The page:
14. Officers of the Burlington County Agricultural Society - January 8, 1887

  15. LIST OF PREMIUMS TO BE AWARDED Fourth Annual Exhibition October 9, 1850 Note that the Fair is only one day. Later fairs ranged from two to five days at different times. Cash premiums were awarded at subsequent fairs as prizes for competitions. Collection of the Mount Holly Library And Lyceum

  16. Finally, in 1856, the Agricultural Society purchased 24 acres on Burlington Road at Woodpecker Lane on which they built a ½ mile racetrack, the first grandstand, and several exhibit buildings. Beginning with this 10th fair in 1856 its duration was extended to two days. Burlington City appears to be on the horizon in the rear center at the end of current Rt. 541. Present-day Woodlane Road is the tree-lined road diagonally dissecting the photo. Woodpecker Rd. separates the track from the field at the bottom.

  17. 1876 • Scott’s • Atlas

  18. Only five years after the opening of the Mt. Holly Fairgrounds, the Civil War war began, but the Mount Holly Fair continued uninterrupted. In 1863, in the middle of the Civil War two extra trains connecting with Camden and Amboy lines were run between Mount Holly and Burlington on the two days fo the Fair, the first leaving Mount Holly at 7 a.m. and Burlington at 7:40; the last leaving Mount Holly at 6 p.m. Trains left Pemberton at 6:32, 9:12, and 11 a.m. and 2 and 4:32 p.m. The last train leaving Mount Holly for Pemberton at 6 p.m. At 6 p.m. At that time of course, there was no direct railroad from Mount Holly to Camden. It was estimated there were 12,000 people on the grounds Wednesday of that year.

  19. In 1887, a new 2-tier grandstand replaced the 31 year old original one, making the Mt. Holly Fair the leading exhibition in Eastern United States with the only two story grandstand. It was dedicated on July 2nd and attracted thousands and featured horse racing, running the fastest trotters and pacers. The fair is ready to open, the flags are all in position, the grand stand has been inspected by two experts under the personal supervision of Mr. Edward B. Jones. Every stone, peg and post has been uncovered. The opinion of the experts has been signed, sealed and delivered: “The stand is as good as the day it was erected.” The gentlemen in the center-field are not in costume. The grounds were used as a golf-course by a local club in off season early in the century.

  20. This two-tier grandstand was built in 1887, replacing the 31-year old original. It was dedicated on July 2nd and would remain in use for 39 years, when, in 1926, the fair was discontinued. Its demise was cause by exceedingly bad weather during prior consecutive years. However, during its heyday it was the center of entertainment in the region. It was said the spectators in the second tier could see William Penn atop City Hall in Philadelphia (placed there in 1894; City Hall completed in 1901).

  21. Other bands were hired for entertainment. Note this receipt for “ten men” – hired for an undetermined length of time at a total cost of $35. During racing events, The Smithville Silver Cornet Band was allotted special quarters in the grandstand where it played during intermissions or warming up periods.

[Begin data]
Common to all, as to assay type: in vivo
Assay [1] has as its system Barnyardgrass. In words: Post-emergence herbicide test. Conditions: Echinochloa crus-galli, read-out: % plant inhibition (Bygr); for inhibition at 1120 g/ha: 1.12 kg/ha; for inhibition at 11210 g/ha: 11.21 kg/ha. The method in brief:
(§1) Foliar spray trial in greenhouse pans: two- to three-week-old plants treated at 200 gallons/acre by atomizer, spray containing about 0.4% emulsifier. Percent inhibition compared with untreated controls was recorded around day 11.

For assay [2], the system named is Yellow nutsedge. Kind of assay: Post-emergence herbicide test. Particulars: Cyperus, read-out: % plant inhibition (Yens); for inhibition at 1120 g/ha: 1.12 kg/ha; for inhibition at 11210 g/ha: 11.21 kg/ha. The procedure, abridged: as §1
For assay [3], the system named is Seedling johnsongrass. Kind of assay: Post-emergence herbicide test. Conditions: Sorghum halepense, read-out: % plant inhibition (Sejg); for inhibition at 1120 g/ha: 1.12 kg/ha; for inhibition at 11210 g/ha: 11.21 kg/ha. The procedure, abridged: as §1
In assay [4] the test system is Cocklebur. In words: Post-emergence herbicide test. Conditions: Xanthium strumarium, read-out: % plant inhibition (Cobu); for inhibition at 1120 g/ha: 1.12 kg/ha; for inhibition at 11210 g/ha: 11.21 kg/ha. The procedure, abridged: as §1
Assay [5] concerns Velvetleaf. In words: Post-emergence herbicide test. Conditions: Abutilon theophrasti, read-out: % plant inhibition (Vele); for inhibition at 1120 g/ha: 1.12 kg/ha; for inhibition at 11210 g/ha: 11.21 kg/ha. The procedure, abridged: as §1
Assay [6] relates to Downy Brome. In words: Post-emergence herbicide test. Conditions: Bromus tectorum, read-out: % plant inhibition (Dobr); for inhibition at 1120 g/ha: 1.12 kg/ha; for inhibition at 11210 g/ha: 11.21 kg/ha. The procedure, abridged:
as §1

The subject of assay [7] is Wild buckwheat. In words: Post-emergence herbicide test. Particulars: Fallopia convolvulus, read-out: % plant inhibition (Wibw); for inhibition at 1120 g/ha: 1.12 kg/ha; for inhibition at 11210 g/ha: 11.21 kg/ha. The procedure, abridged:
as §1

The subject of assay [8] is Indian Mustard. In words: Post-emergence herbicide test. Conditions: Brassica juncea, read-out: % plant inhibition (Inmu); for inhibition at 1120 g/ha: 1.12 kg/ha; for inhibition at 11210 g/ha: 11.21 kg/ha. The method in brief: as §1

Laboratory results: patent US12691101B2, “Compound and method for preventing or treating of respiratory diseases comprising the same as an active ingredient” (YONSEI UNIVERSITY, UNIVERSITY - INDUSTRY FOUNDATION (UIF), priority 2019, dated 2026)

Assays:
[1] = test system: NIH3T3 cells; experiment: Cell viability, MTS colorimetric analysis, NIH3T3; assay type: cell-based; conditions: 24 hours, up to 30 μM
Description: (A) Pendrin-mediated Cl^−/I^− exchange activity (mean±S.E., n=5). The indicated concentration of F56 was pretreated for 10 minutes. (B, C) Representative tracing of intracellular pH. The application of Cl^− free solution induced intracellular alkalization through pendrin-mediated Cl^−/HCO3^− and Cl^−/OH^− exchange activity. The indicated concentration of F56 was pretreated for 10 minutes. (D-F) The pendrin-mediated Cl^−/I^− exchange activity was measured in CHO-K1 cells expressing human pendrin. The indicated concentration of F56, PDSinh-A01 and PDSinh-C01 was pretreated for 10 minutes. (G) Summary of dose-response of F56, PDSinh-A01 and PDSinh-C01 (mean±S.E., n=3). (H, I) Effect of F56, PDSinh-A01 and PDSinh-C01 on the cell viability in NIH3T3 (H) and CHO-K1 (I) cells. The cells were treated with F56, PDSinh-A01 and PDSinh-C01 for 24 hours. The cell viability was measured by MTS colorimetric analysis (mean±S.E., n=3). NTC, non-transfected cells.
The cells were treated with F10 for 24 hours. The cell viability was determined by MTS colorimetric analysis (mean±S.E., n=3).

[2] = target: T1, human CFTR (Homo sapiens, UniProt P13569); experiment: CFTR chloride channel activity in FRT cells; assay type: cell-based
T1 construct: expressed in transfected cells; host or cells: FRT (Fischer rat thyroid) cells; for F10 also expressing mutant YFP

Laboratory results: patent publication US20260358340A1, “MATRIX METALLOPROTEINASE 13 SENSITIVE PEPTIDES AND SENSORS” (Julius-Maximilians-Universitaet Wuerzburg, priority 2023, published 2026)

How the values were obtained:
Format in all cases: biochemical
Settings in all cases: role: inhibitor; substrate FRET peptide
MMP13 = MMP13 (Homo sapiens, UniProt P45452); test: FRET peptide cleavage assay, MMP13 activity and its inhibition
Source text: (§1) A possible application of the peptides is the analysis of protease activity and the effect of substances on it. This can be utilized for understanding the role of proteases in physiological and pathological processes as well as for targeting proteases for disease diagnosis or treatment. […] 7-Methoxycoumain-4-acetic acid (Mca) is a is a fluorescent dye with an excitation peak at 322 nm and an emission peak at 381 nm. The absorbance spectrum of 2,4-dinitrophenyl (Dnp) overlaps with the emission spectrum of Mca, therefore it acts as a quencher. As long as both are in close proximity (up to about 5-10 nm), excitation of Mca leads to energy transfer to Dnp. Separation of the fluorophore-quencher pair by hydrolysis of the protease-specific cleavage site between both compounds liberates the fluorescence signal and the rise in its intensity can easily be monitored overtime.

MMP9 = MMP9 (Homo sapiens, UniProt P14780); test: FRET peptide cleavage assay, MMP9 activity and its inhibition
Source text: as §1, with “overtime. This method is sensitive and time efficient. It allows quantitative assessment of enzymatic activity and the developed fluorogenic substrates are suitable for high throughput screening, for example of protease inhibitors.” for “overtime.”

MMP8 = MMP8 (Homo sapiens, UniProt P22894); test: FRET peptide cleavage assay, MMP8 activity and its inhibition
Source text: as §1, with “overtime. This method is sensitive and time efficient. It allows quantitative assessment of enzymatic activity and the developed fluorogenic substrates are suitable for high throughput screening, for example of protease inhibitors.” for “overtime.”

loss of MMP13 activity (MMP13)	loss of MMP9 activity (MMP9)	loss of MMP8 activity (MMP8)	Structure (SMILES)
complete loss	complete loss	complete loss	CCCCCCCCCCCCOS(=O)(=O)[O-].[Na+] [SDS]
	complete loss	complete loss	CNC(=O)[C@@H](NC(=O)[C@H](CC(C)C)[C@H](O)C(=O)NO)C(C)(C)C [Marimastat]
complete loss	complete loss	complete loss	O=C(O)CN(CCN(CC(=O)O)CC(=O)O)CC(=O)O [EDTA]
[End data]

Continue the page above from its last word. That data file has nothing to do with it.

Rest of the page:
22. The Burlington County trolley system contributed to the success of the Mt. Holly Fair, bringing Burlington Countians from Moorestown and its suburbs, and from Burlington City. This trolley is traveling along present-day Marne Highway. It serviced the amusement parks at Rancocas Woods and Burlington Island, as well as the Mount Holly Fairgrounds. Photos courtesy of Paul W. Schopp

  23. The ad to the left promotes THE GREAT 1888 Mount Holly Fair, now expanded to 4 days. The Ladies were offered a Souvenir for participating in a survey concerning James Pyle’s Pearline washing compound.

  24. Ag Society Minutes of January 13, 1887

  25. THE WESLEY WARNER TRIAL The Murder of Lizzie Peak September 17, 1892 Conviction of Wesley Warner December 30, 1892 The murder of Lizzie Peak took place on the Saturday of the first week that the Smithville Bicycle Railway had opened in 1892. The long-awaited novelty railway opened with much fanfare on the previous Monday, just in time for the Mount Holly Fair. The murder took place near the railway shortly after Lizzie had taken a ride with some friends. Some say that the murder took away from the local enthusiasm for the unique conveyance and led to its early demise. Despite the concurrence of these events, it is highly unlikely that the success of the railway was affected by the murder.

  26. Crime of Jealousy committed on Pine Street, Mount Holly Wesley Warner, 27: Murderer Convicted: December 30, 1892 Hanged: September 6, 1894 10:35 am Murdered September 17, 1892

  27. Bachman’s Birch Beer Ice Cold 3 cents or 2 for 5 cents

  28. Smithville Bicycle Railway Depot Lizzie and her sisters, after attending a variety show at the Mount Holly Opera House, frolicked with 3 “pickup” young male friends on the Smithville Bicycle Railway at Pine St. and were attacked by Warner as they returned home.

  29. Smithville-Mt. Holly Bicycle Railway – 1892-1898 The Smithville Bicycle Railway Depot was located on Pine Street, Mt. Holly, adjacent to the Relief Fire House, near the corner of Mill Street.